About the book
Sold by her mother. Enslaved in Pompeii’s brothel. Determined to survive. Her name is Amara. Welcome to the Wolf Den…
Amara was once a beloved daughter, until her father’s death plunged her family into penury. Now she is a slave in Pompeii’s infamous brothel, owned by a man she despises. Sharp, clever and resourceful, Amara is forced to hide her talents. For as a she-wolf, her only value lies in the desire she can stir in others.
But Amara’s spirit is far from broken.
By day, she walks the streets with her fellow she-wolves, finding comfort in the laughter and dreams they share. For the streets of Pompeii are alive with opportunity. Out here, even the lowest slave can secure a reversal in fortune. Amara has learnt that everything in this city has its price. But how much is her freedom going to cost her?
Set in Pompeii’s lupanar, The Wolf Den reimagines the lives of women who have long been overlooked.
The Wolf Den was probably my most anticipated read of 2021. Nuanced, impactful, and captivating, this book is now among my favourite reads full stop. Elodie Harper puts Pompeii’s brothel under a microscope and breathes life and agency into the women who were stripped of it. Amara, once a doctor’s daughter from Greece, had her homeland, family, and identity ripped from her. Now a prostitute enslaved in the Lupanar of Pompeii, she uses her wits and sheer force of will to fight for a chance at autonomy.
Elodie Harper’s voice is sharp and unique, making the ancient world relatable to modern readers while keeping us immersed in the sights and sounds of AD 74 Pompeii. I loved the affinity and unshakeable bond between the women in the Wolf Den. It was interesting to see the flip in Amara’s language between her interactions with the other women at the brothel and with her ‘upper class’ clients. The dialogue between Amara and her friends swings between poignant and humorous. It often had me laughing out loud, but some parts were so deeply sad and affecting that I had to put the book down and take a breather. The book is both subtle and unflinching; no character, including the antagonist, is without layers. At the same time, the trauma and emotional impact of the women’s circumstances are illustrated without sugar-coating or glamorisation.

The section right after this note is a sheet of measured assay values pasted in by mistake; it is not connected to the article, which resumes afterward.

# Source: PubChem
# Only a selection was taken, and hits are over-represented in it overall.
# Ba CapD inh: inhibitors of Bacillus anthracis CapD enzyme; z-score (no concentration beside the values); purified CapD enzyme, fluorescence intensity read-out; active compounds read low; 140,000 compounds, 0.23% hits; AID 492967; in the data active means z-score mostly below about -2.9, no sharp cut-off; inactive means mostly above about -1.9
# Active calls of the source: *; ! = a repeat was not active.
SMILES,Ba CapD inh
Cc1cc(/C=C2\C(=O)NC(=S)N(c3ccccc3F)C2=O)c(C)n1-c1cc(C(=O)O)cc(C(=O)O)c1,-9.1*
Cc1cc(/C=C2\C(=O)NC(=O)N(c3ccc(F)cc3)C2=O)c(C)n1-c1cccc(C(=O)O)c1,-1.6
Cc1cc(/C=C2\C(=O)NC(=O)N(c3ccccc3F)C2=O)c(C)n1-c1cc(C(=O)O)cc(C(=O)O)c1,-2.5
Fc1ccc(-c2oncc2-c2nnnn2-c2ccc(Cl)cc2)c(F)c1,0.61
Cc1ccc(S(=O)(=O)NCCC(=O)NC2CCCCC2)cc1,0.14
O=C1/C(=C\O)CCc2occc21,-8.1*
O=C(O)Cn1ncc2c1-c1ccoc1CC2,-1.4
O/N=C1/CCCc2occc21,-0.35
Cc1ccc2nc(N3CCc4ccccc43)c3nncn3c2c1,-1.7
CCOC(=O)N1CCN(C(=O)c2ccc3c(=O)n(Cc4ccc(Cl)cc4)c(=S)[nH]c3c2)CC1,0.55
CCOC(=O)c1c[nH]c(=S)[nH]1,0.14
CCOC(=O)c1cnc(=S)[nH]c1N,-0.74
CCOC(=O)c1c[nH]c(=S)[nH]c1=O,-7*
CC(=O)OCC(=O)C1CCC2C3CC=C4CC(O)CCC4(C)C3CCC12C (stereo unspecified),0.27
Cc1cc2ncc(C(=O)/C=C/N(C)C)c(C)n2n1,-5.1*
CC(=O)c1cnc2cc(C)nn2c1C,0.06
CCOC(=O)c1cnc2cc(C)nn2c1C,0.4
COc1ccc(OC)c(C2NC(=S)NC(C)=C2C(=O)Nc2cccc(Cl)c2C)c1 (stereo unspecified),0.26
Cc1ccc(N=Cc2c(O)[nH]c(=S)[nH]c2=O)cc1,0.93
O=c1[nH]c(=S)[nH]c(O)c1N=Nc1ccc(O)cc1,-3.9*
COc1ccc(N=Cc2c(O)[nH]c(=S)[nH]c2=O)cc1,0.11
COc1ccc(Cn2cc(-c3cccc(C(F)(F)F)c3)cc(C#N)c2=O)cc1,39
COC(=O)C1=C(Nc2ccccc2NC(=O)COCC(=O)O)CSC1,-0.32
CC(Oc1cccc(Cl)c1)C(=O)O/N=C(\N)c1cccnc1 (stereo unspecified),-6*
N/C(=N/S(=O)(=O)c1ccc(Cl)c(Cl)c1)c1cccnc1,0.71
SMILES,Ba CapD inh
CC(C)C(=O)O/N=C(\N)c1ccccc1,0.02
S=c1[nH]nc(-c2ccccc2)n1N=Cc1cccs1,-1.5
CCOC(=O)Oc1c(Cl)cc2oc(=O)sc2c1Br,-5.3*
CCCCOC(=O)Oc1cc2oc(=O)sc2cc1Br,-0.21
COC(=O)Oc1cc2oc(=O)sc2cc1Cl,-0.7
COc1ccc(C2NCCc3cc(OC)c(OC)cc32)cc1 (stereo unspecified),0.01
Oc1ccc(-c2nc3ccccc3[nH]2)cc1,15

The Wolf Den tears away our desensitised attitudes towards the horrors of the ancient world. There’s no longer a disconnect from reality, no longer a feeling of ‘that’s just how things were back then.’ It’s a book that opens us to the experiences and emotions of people who were seen as the dregs of society – a book that keeps us submerged in its world long after we’ve left it.
Thank you so much to Head of Zeus and Elodie Harper for having me on The Wolf Den’s blog tour!
Elodie Harper is a journalist and prize-winning short story writer. Her story ‘Wild Swimming’ won the 2016 Bazaar of Bad Dreams short story competition, which was judged by Stephen King. She is currently a reporter and presenter at ITV News Anglia, and before that worked as a producer for Channel 4 News.
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